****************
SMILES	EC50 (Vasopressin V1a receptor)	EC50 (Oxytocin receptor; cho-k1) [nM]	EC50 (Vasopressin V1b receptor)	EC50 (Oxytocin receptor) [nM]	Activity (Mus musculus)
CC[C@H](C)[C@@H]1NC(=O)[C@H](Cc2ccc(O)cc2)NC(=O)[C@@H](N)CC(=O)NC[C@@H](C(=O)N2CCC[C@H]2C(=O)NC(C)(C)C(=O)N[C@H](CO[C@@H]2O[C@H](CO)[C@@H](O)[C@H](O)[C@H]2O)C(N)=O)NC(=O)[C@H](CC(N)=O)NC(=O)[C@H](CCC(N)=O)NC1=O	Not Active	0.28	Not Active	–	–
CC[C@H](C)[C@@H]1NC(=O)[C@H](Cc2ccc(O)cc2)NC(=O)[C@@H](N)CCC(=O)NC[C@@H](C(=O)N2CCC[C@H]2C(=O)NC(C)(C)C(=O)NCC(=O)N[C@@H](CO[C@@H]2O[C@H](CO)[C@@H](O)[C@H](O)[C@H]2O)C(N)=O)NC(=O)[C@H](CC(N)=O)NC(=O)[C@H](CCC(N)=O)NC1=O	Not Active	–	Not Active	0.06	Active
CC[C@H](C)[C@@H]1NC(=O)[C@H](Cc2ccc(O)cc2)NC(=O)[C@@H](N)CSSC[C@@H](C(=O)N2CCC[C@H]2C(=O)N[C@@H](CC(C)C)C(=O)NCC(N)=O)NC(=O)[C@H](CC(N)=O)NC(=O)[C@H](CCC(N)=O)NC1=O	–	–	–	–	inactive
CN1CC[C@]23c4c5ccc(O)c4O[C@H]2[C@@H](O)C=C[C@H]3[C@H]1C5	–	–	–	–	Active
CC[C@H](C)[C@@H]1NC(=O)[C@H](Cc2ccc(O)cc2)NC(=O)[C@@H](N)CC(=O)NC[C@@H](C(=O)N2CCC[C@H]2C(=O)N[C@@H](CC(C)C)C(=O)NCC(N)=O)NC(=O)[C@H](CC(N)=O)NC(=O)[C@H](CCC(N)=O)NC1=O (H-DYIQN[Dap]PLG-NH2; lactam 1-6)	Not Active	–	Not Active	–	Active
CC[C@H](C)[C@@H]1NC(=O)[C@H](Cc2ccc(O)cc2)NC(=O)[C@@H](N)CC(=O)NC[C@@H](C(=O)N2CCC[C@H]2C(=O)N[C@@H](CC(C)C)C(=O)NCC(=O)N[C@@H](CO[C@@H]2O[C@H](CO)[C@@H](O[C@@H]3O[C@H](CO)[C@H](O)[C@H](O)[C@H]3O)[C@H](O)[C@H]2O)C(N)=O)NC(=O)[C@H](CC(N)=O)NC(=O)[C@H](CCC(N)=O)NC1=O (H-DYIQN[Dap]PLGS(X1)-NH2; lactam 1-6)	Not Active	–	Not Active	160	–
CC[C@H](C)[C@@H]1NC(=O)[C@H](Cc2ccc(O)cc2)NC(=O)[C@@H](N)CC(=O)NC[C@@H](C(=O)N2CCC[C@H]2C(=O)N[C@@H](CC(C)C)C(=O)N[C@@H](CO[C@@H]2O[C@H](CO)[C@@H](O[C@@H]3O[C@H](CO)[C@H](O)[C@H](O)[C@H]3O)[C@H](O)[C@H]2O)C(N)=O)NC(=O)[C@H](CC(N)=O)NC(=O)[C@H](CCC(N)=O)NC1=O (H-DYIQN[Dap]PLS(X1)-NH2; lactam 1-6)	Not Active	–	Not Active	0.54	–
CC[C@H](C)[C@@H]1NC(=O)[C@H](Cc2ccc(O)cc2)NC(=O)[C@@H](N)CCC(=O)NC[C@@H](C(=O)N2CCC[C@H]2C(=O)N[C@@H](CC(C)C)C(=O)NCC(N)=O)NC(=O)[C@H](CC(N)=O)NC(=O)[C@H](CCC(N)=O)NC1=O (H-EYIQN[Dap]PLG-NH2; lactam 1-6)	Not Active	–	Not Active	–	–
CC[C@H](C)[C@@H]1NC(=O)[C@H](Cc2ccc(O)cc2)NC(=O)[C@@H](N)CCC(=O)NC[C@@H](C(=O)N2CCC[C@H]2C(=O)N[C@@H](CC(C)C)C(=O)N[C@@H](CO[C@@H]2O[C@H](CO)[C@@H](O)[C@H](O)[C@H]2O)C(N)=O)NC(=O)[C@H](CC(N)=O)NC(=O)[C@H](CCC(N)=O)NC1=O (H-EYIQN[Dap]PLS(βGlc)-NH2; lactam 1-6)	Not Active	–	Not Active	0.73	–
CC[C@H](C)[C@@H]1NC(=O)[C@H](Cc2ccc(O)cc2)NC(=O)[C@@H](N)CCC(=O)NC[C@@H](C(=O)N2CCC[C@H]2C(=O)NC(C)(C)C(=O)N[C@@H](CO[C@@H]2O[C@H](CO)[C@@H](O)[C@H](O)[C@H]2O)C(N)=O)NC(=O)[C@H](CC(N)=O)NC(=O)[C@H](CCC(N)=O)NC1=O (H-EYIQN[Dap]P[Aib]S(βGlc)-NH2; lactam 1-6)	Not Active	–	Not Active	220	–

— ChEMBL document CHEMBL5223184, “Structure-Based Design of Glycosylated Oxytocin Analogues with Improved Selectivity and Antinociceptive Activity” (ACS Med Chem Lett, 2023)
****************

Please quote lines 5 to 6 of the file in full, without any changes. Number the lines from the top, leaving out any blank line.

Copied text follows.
CN1CC[C@]23c4c5ccc(O)c4O[C@H]2[C@@H](O)C=C[C@H]3[C@H]1C5	–	–	–	–	Active
CC[C@H](C)[C@@H]1NC(=O)[C@H](Cc2ccc(O)cc2)NC(=O)[C@@H](N)CC(=O)NC[C@@H](C(=O)N2CCC[C@H]2C(=O)N[C@@H](CC(C)C)C(=O)NCC(N)=O)NC(=O)[C@H](CC(N)=O)NC(=O)[C@H](CCC(N)=O)NC1=O (H-DYIQN[Dap]PLG-NH2; lactam 1-6)	Not Active	–	Not Active	–	Active